We present a cognitive architecture whose main constituents are allowed to grow through a situated experience in the world. Such an architectural growth is bootstrapped from a minimal initial knowledge and the architecture itself is built around the biologically-inspired notion of internal models. The key idea, supported by findings in cognitive neuroscience, is that the same internal models used in overt goal-directed action execution can be covertly re-enacted in simulation to provide a unifying explanation to a number of apparently unrelated individual and social phenomena, such as state estimation, action and intention understanding, imitation learning and mindreading. Thus, rather than reasoning over abstract symbols, we rely on the biologically plausible processes firmly grounded in the actual sensorimotor experience of the agent. The article describes how such internal models are learned in the first place, either through individual experience or by observing and imitating other skilled agents, and how they are used in action planning and execution. Furthermore, we explain how the architecture continuously adapts its internal agency and how increasingly complex cognitive phenomena, such as continuous learning, prediction and anticipation, result from an interplay of simpler principles. We describe an early evaluation of our approach in a classical AI problem-solving domain: the Sokoban puzzle.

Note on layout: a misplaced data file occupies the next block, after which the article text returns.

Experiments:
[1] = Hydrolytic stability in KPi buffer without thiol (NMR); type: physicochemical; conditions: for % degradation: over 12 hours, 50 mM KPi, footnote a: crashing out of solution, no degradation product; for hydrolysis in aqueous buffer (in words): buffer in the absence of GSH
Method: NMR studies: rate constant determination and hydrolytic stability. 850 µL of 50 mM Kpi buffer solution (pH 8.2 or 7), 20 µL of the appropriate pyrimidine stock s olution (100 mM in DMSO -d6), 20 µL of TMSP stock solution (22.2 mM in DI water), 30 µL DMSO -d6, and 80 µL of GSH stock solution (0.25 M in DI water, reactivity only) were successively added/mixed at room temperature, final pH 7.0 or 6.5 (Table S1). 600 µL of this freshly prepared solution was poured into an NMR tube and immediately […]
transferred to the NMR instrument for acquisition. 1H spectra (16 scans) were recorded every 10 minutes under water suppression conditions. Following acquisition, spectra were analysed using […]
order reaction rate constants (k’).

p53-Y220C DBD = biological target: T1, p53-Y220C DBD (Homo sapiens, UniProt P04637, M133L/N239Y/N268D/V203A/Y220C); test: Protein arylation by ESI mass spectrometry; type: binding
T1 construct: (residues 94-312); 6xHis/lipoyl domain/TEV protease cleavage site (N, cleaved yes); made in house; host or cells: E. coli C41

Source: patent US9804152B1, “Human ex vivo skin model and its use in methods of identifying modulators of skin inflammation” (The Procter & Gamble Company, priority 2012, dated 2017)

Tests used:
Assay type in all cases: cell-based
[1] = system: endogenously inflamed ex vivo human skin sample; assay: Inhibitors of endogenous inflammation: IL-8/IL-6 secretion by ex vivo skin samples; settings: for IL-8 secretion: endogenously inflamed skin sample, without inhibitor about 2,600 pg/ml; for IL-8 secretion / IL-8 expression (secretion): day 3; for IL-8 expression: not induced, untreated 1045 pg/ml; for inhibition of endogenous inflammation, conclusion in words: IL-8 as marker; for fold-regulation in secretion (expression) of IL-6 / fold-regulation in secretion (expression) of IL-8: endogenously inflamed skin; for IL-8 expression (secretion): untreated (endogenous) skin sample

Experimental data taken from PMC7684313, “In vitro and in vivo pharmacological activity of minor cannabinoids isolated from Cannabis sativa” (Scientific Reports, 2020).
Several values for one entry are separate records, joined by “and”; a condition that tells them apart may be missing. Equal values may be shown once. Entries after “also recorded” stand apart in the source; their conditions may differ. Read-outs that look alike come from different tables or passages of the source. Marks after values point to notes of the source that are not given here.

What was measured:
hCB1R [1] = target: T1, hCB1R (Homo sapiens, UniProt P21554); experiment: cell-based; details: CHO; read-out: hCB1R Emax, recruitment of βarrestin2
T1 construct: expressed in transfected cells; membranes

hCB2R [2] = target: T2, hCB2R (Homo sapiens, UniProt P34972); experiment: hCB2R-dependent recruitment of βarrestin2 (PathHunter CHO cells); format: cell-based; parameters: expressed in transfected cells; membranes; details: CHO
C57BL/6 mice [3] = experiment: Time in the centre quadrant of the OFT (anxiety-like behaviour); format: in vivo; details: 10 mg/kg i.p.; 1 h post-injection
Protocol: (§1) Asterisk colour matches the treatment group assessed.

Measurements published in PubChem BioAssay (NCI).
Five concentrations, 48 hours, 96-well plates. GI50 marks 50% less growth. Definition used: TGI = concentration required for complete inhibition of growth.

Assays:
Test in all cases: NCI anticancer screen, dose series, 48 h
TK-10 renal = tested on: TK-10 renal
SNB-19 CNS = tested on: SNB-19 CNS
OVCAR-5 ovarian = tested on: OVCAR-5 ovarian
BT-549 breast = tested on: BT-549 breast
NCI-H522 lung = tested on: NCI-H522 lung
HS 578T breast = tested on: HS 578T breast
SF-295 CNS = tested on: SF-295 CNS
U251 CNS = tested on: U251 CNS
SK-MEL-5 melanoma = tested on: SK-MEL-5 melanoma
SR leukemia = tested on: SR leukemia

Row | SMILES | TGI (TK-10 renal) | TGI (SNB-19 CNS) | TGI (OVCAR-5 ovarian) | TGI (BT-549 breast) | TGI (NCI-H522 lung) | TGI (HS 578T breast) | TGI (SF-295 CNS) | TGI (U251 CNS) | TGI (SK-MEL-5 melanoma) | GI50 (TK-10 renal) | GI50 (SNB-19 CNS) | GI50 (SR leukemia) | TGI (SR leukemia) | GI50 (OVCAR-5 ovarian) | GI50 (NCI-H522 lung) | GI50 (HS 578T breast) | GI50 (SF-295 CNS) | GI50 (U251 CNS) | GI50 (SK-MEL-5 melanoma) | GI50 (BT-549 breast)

|Numero di pagine||12|
|Rivista||Biologically Inspired Cognitive Architectures|
|Stato di pubblicazione||Published - 2013|
All Science Journal Classification (ASJC) codes
- Experimental and Cognitive Psychology
- Cognitive Neuroscience
- Artificial Intelligence
Chella, A., Dindo, H., La Tona, G., Nivel, E., & Thórisson, K. R. (2013). An architecture for observational learning and decision making based on internal models. Biologically Inspired Cognitive Architectures, 5, 52-63.